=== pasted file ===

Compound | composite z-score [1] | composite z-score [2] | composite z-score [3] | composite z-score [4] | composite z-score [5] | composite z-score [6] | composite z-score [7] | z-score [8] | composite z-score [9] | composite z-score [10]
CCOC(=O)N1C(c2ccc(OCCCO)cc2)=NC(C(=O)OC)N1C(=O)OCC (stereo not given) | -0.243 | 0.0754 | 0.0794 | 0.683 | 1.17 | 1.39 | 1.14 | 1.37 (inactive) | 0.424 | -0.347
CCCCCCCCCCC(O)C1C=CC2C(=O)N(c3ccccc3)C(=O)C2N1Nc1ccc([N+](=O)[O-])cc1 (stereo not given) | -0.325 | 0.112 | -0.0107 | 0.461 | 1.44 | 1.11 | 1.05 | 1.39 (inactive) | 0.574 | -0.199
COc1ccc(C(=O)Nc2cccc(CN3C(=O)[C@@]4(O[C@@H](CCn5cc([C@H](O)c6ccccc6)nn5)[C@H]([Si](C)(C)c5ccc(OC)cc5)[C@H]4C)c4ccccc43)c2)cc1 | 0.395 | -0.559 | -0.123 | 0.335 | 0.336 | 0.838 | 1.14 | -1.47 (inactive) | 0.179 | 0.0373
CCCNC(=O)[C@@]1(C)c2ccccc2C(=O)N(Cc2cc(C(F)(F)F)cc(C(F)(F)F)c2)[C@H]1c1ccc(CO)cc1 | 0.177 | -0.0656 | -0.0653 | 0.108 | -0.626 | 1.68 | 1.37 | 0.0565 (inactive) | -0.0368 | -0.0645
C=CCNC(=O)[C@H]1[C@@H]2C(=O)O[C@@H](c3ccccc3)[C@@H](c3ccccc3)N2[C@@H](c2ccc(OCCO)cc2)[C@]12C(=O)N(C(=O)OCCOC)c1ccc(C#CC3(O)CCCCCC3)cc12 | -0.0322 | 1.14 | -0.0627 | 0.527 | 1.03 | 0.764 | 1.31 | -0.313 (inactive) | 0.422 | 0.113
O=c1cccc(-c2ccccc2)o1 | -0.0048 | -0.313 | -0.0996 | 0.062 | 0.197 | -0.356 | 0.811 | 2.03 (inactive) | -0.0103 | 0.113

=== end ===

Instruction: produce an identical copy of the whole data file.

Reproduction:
Compound | composite z-score [1] | composite z-score [2] | composite z-score [3] | composite z-score [4] | composite z-score [5] | composite z-score [6] | composite z-score [7] | z-score [8] | composite z-score [9] | composite z-score [10]
CCOC(=O)N1C(c2ccc(OCCCO)cc2)=NC(C(=O)OC)N1C(=O)OCC (stereo not given) | -0.243 | 0.0754 | 0.0794 | 0.683 | 1.17 | 1.39 | 1.14 | 1.37 (inactive) | 0.424 | -0.347
CCCCCCCCCCC(O)C1C=CC2C(=O)N(c3ccccc3)C(=O)C2N1Nc1ccc([N+](=O)[O-])cc1 (stereo not given) | -0.325 | 0.112 | -0.0107 | 0.461 | 1.44 | 1.11 | 1.05 | 1.39 (inactive) | 0.574 | -0.199
COc1ccc(C(=O)Nc2cccc(CN3C(=O)[C@@]4(O[C@@H](CCn5cc([C@H](O)c6ccccc6)nn5)[C@H]([Si](C)(C)c5ccc(OC)cc5)[C@H]4C)c4ccccc43)c2)cc1 | 0.395 | -0.559 | -0.123 | 0.335 | 0.336 | 0.838 | 1.14 | -1.47 (inactive) | 0.179 | 0.0373
CCCNC(=O)[C@@]1(C)c2ccccc2C(=O)N(Cc2cc(C(F)(F)F)cc(C(F)(F)F)c2)[C@H]1c1ccc(CO)cc1 | 0.177 | -0.0656 | -0.0653 | 0.108 | -0.626 | 1.68 | 1.37 | 0.0565 (inactive) | -0.0368 | -0.0645
C=CCNC(=O)[C@H]1[C@@H]2C(=O)O[C@@H](c3ccccc3)[C@@H](c3ccccc3)N2[C@@H](c2ccc(OCCO)cc2)[C@]12C(=O)N(C(=O)OCCOC)c1ccc(C#CC3(O)CCCCCC3)cc12 | -0.0322 | 1.14 | -0.0627 | 0.527 | 1.03 | 0.764 | 1.31 | -0.313 (inactive) | 0.422 | 0.113
O=c1cccc(-c2ccccc2)o1 | -0.0048 | -0.313 | -0.0996 | 0.062 | 0.197 | -0.356 | 0.811 | 2.03 (inactive) | -0.0103 | 0.113